A Long, Lost Year Forecast for Brazil’s World-Lagging Stocks
(Bloomberg) -- For investors in Brazilian stocks, making even in 2020 may be a long shot.
With the Ibovespa index ending the first half down 18%, strategists see limited room for gains in coming months. On average, they predict the benchmark will finish the year at 100,000, a Bloomberg survey showed. While that represents a 5% advance from where it stood at the end of June, it’d be the smallest gain for any July-December period in five years. Moreover, it means the market would be still stuck with a loss for the year.
The rally that started in March and lifted the Ibovespa 50% is expected to lose some steam as Latin America’s largest economy, where the virus isn’t slowing down, faces a mounting challenge to balance its fiscal budget. While the central bank has cut interest rates to record lows and locals continued to flock to equities in search of better returns, foreigners remain wary.
With the Ibovespa down 37% in U.S. dollar terms this year, Brazil is the world’s second-worst performing market behind Colombia’s Colcap.
“On a scale of zero to 10, with 10 being most bullish, we’re six on Brazil right now,” Santander strategist Daniel Gewehr said in a phone interview. “There’s room for gains, but upside potential isn’t that big.”
One concern cited by Gewehr is the mismatch in the expected growth rate between corporate earnings and the economy. According to his calculations, Brazil’s gross domestic product is forecast to contract 1% annually over the next two years. By contrast, profits are estimated to grow at a pace of 4.9% over the period. “Something’s gotta give,” he said.
Trading 30 times 2020 earnings, the Ibovespa looks expensive. But when valued at 2021 earnings, stocks look much more reasonable with a multiple of 12. The index rose 1.2% to 96,203 in Sao Paulo Wednesday, with lenders Itau Unibanco Holding SA and Banco Bradesco SA leading gains.
For more: Strategists’ Ibovespa Index Estimates for Year-End 2020 (Table)
With Brazil posting the world’s second-biggest number of total Covid-19 infections, investors continue to monitor whether there might be any setbacks to the country’s gradual economic reopening.
“Uncertainty remains high and the market is still trading based on how the Covid-19 situation evolves,” said Emy Shayo, Latin America equity strategist at JPMorgan Chase & Co.
Consistent with global efforts to stem the economic fallout from the virus outbreak, Brazil’s central bank has lowered its key interest rate to 2.25% and said additional easing may be in store.
Lower yields have helped encourage local investors to favor stocks over fixed income. Their interest in equities grew in March even as the market suffered the worst month since 1998 and at one point trading was halted almost every day. In May, retail accounts registered with Brazil’s stock exchange B3 SA totaled about 2.5 million, up from 1.7 million at the end of last year.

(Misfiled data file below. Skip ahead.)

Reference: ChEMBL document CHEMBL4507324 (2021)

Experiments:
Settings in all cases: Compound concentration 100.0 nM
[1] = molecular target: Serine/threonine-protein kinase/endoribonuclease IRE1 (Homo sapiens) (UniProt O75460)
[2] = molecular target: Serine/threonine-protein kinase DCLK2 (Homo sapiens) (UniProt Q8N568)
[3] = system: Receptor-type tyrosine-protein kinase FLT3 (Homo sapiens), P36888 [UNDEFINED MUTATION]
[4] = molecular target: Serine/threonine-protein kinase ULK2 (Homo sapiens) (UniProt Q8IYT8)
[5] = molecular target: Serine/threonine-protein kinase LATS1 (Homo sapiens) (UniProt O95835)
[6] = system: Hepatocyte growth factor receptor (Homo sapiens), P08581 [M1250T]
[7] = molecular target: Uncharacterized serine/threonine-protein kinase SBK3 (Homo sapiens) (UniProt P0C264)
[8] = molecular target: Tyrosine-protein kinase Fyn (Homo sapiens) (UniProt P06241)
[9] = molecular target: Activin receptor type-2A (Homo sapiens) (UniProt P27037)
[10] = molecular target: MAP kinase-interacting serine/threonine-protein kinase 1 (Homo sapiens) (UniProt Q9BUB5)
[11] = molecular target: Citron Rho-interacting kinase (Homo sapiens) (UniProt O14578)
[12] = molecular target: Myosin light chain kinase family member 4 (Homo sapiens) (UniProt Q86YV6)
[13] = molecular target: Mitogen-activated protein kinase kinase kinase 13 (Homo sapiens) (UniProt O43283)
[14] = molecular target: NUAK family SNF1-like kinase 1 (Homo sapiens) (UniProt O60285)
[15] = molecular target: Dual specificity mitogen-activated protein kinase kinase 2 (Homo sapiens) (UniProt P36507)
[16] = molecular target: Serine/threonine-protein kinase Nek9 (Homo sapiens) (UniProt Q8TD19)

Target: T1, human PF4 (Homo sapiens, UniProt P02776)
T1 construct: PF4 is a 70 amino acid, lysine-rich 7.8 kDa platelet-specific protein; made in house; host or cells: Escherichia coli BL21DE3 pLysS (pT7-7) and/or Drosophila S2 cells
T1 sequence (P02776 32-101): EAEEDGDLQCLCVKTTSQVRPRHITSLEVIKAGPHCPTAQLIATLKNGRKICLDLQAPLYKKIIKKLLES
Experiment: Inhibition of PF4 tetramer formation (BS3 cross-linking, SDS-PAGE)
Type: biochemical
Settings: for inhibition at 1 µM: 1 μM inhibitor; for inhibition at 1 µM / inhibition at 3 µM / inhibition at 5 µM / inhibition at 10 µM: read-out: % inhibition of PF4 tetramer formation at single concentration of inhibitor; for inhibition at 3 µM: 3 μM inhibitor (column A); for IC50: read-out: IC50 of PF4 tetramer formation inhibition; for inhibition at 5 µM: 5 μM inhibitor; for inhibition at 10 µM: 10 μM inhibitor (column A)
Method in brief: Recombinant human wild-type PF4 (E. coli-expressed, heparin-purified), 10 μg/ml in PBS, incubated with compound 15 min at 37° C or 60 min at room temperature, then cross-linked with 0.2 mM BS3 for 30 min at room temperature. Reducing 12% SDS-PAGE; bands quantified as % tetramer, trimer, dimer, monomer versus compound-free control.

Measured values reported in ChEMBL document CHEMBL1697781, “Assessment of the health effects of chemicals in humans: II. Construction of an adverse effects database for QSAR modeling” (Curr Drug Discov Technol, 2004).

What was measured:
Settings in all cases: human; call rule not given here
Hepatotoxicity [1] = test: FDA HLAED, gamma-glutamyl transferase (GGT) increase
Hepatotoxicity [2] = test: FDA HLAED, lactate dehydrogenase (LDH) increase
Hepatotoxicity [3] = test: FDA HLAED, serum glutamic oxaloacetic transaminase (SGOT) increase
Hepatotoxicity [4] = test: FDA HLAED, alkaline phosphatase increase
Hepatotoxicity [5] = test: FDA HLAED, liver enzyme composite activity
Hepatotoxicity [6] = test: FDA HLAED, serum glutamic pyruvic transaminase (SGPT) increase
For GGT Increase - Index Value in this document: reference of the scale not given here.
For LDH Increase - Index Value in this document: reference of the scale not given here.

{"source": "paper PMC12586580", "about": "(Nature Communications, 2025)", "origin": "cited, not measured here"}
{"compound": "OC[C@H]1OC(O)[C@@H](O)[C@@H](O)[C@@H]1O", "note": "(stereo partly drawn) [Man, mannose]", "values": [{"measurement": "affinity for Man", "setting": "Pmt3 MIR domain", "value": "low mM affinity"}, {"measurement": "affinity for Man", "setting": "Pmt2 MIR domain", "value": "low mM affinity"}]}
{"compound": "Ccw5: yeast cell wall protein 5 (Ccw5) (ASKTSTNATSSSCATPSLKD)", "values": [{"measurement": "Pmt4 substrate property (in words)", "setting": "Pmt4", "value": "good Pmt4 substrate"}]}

In contrast, foreign demand has waned. To some, that’s good news because it means unspent buying power should sentiment start to shift. According to B3 data compiled by Bloomberg, offshore investors have pulled about 76.5 billion reais ($14 billion) from local stocks since the beginning of the year, excluding inflows through equity deals.
“Foreigners are certainly underweight on Brazil from a broad perspective and I would expect to see more foreign buying of Brazil stocks over the next few months,” said Caesar Maasry, a New York-based emerging-market strategist at Goldman Sachs.
For the equity advance to take hold in the market over the long term, economic reforms that have been derailed amid the health crisis need to regain traction, most strategists say. Last week, Brazil’s Senate approved the sanitation bill, which facilitates private investment in the sector. But other market-friendly measures -- including tax reform -- are considered unlikely in the second half.
“The debate is back to the table, but we still don’t have conviction that a series of reforms will take place this year,” said Bank of America’s Latin America equity strategist David Beker.
To fight the Covid-19 pandemic, Brazil has boosted public expenditures, worsening its fiscal outlook. The Economy Ministry estimates the country’s debt-to-GDP ratio will reach 93.5% by the end of the year. Uncontrolled fiscal deterioration is the top Brazil risk, according to a recent BofA survey of fund managers.
While the market outlook is less than stellar, investors may be better off picking the right stocks. Morgan Stanley strategists led by Guilherme Paiva recommended Banco BTG Pactual SA, which is ramping up its digital venture, and B3. JPMorgan advised investors to rotate from recent winners to stocks that haven’t done well or trade below book value, such as state-owned lender Banco do Brasil SA and food retailer Cia Brasileira de Distribuicao.
“In terms of fundamentals, there’s little room for more gains,” said Frederico Sampaio, the chief investment officer for equity at Franklin Templeton’s Brazil unit. “Of course you can’t fight against flows, but I believe the safety margin is gone.”
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